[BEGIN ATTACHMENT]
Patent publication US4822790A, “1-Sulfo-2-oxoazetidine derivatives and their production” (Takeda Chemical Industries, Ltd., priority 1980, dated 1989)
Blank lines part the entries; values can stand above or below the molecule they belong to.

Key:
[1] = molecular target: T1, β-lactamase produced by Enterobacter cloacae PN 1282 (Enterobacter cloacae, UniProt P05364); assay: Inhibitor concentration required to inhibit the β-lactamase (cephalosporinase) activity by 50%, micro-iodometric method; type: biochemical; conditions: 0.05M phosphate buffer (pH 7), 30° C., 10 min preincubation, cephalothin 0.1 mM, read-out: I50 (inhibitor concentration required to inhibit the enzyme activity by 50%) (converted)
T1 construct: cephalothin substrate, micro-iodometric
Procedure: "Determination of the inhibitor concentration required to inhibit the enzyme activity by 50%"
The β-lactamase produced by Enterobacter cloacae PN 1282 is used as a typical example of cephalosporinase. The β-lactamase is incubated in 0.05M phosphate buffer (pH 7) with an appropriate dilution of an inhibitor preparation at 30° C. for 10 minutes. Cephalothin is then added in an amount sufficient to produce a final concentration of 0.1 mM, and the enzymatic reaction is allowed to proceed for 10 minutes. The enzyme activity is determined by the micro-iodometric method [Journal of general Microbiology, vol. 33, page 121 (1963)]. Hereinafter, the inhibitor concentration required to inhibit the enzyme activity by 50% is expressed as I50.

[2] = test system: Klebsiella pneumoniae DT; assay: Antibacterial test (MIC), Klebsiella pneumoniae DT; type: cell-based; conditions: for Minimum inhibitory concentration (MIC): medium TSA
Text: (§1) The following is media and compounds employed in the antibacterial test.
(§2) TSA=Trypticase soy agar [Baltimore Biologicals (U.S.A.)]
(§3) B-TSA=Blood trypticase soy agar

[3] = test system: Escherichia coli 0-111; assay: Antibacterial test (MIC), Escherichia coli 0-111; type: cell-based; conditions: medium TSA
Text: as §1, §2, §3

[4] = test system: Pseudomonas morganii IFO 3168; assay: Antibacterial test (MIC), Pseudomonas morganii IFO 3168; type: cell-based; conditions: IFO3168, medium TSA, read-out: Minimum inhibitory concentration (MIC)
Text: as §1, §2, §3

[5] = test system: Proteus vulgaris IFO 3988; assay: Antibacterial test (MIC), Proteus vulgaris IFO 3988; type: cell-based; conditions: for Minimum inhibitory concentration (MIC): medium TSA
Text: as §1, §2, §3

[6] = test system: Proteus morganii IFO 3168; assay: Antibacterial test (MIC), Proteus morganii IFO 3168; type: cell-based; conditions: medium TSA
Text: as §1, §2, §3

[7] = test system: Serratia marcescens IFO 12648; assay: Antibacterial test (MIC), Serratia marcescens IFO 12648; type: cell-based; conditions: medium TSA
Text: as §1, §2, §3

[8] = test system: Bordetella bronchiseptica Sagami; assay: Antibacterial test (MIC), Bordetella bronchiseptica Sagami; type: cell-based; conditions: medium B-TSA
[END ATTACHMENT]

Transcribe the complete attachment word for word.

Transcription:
Patent publication US4822790A, “1-Sulfo-2-oxoazetidine derivatives and their production” (Takeda Chemical Industries, Ltd., priority 1980, dated 1989)
Blank lines part the entries; values can stand above or below the molecule they belong to.

Key:
[1] = molecular target: T1, β-lactamase produced by Enterobacter cloacae PN 1282 (Enterobacter cloacae, UniProt P05364); assay: Inhibitor concentration required to inhibit the β-lactamase (cephalosporinase) activity by 50%, micro-iodometric method; type: biochemical; conditions: 0.05M phosphate buffer (pH 7), 30° C., 10 min preincubation, cephalothin 0.1 mM, read-out: I50 (inhibitor concentration required to inhibit the enzyme activity by 50%) (converted)
T1 construct: cephalothin substrate, micro-iodometric
Procedure: "Determination of the inhibitor concentration required to inhibit the enzyme activity by 50%"
The β-lactamase produced by Enterobacter cloacae PN 1282 is used as a typical example of cephalosporinase. The β-lactamase is incubated in 0.05M phosphate buffer (pH 7) with an appropriate dilution of an inhibitor preparation at 30° C. for 10 minutes. Cephalothin is then added in an amount sufficient to produce a final concentration of 0.1 mM, and the enzymatic reaction is allowed to proceed for 10 minutes. The enzyme activity is determined by the micro-iodometric method [Journal of general Microbiology, vol. 33, page 121 (1963)]. Hereinafter, the inhibitor concentration required to inhibit the enzyme activity by 50% is expressed as I50.

[2] = test system: Klebsiella pneumoniae DT; assay: Antibacterial test (MIC), Klebsiella pneumoniae DT; type: cell-based; conditions: for Minimum inhibitory concentration (MIC): medium TSA
Text: (§1) The following is media and compounds employed in the antibacterial test.
(§2) TSA=Trypticase soy agar [Baltimore Biologicals (U.S.A.)]
(§3) B-TSA=Blood trypticase soy agar

[3] = test system: Escherichia coli 0-111; assay: Antibacterial test (MIC), Escherichia coli 0-111; type: cell-based; conditions: medium TSA
Text: as §1, §2, §3

[4] = test system: Pseudomonas morganii IFO 3168; assay: Antibacterial test (MIC), Pseudomonas morganii IFO 3168; type: cell-based; conditions: IFO3168, medium TSA, read-out: Minimum inhibitory concentration (MIC)
Text: as §1, §2, §3

[5] = test system: Proteus vulgaris IFO 3988; assay: Antibacterial test (MIC), Proteus vulgaris IFO 3988; type: cell-based; conditions: for Minimum inhibitory concentration (MIC): medium TSA
Text: as §1, §2, §3

[6] = test system: Proteus morganii IFO 3168; assay: Antibacterial test (MIC), Proteus morganii IFO 3168; type: cell-based; conditions: medium TSA
Text: as §1, §2, §3

[7] = test system: Serratia marcescens IFO 12648; assay: Antibacterial test (MIC), Serratia marcescens IFO 12648; type: cell-based; conditions: medium TSA
Text: as §1, §2, §3

[8] = test system: Bordetella bronchiseptica Sagami; assay: Antibacterial test (MIC), Bordetella bronchiseptica Sagami; type: cell-based; conditions: medium B-TSA